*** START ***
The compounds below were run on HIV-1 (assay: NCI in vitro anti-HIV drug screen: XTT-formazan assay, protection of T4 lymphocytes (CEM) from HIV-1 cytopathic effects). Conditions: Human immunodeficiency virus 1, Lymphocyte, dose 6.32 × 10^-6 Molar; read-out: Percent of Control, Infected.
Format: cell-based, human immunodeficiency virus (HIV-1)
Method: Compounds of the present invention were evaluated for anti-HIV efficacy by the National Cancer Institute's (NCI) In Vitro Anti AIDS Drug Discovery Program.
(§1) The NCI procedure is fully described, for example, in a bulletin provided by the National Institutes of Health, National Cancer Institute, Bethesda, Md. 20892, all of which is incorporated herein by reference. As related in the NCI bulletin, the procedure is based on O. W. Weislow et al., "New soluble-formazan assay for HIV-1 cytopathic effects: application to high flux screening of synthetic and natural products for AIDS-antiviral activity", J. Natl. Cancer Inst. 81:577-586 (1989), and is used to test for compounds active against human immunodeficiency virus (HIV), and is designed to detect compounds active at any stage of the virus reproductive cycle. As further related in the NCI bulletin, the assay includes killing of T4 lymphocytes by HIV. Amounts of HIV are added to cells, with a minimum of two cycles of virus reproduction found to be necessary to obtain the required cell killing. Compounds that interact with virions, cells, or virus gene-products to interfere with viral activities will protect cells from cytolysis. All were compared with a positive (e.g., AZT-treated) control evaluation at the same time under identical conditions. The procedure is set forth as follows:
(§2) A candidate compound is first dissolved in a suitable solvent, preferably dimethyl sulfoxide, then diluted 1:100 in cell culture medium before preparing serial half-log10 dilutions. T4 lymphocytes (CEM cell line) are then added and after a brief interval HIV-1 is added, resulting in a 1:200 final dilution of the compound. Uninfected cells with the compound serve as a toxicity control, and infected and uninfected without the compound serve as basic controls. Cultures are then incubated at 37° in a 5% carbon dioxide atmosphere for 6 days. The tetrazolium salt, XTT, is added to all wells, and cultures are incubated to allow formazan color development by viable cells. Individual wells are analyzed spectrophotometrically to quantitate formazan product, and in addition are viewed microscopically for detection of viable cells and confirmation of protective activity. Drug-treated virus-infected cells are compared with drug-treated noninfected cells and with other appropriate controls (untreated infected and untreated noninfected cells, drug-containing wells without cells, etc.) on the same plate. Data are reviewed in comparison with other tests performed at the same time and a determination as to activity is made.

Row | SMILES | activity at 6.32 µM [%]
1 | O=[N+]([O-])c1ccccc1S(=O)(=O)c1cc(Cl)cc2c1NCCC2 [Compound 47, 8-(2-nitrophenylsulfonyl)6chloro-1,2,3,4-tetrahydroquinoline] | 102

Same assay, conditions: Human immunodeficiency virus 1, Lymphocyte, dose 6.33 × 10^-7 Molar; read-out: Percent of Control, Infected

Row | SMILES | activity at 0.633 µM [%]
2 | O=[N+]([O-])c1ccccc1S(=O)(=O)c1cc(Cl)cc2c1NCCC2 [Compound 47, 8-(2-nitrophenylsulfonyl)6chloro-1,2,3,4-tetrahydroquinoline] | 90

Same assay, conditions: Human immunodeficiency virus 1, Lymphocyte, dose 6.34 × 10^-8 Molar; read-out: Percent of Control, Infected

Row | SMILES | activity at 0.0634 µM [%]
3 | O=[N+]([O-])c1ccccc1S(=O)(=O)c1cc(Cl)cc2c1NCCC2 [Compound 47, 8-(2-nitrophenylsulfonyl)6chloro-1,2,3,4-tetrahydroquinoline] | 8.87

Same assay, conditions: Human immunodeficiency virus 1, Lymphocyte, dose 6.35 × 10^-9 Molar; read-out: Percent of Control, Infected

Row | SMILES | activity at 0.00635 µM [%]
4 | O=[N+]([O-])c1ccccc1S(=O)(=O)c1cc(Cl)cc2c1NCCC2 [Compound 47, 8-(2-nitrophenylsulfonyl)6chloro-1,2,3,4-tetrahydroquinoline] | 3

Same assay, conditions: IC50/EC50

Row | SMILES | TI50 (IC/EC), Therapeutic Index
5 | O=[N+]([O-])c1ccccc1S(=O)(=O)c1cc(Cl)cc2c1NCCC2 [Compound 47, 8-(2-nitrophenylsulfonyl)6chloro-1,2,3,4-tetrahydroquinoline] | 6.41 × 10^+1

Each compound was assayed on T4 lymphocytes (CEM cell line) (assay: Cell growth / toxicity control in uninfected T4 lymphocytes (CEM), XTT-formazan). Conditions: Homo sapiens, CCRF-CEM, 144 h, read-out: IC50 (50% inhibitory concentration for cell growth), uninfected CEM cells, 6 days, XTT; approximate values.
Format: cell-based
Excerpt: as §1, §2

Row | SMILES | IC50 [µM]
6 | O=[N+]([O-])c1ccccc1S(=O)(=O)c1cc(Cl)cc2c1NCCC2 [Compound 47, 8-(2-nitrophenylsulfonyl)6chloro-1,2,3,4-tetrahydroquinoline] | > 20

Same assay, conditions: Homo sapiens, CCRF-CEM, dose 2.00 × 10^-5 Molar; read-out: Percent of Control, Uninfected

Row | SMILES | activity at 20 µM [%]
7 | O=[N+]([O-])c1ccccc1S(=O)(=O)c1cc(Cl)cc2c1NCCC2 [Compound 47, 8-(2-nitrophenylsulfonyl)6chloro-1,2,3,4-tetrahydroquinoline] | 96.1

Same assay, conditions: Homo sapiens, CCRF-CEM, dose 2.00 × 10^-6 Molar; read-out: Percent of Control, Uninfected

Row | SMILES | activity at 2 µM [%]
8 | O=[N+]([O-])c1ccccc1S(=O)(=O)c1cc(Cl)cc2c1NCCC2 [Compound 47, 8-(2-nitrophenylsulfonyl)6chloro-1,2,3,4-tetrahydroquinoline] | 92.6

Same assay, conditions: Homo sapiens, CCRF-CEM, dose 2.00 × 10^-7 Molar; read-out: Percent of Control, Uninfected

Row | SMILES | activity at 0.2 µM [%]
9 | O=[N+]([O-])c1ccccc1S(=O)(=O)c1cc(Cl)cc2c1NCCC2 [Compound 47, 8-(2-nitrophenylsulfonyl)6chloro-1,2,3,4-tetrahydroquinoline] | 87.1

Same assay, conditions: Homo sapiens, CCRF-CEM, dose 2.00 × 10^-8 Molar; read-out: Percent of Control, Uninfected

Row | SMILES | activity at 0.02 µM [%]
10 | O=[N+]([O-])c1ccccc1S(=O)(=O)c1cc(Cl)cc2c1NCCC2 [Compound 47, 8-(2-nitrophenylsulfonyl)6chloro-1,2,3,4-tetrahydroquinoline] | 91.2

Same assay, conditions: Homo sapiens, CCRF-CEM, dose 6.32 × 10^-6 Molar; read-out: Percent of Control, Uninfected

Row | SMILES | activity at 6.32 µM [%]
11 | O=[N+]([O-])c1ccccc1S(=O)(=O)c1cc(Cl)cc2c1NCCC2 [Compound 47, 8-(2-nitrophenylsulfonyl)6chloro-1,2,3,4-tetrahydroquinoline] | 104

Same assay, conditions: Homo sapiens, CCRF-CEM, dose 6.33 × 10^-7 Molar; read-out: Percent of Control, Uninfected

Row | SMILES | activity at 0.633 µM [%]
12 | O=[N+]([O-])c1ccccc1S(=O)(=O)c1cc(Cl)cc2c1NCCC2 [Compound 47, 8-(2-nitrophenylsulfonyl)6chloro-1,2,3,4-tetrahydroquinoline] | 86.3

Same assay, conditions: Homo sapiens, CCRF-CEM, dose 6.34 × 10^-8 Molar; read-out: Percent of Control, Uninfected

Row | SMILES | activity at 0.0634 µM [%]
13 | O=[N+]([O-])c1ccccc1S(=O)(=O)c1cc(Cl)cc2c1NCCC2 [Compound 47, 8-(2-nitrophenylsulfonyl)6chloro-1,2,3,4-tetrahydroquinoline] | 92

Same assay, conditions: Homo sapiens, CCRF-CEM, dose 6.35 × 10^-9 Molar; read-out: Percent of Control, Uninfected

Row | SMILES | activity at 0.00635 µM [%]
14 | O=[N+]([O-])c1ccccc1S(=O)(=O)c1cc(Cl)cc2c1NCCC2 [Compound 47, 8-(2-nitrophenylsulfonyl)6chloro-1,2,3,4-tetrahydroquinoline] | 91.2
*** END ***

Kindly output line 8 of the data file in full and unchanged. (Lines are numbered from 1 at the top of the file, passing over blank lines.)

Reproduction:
Same assay, conditions: Human immunodeficiency virus 1, Lymphocyte, dose 6.33 × 10^-7 Molar; read-out: Percent of Control, Infected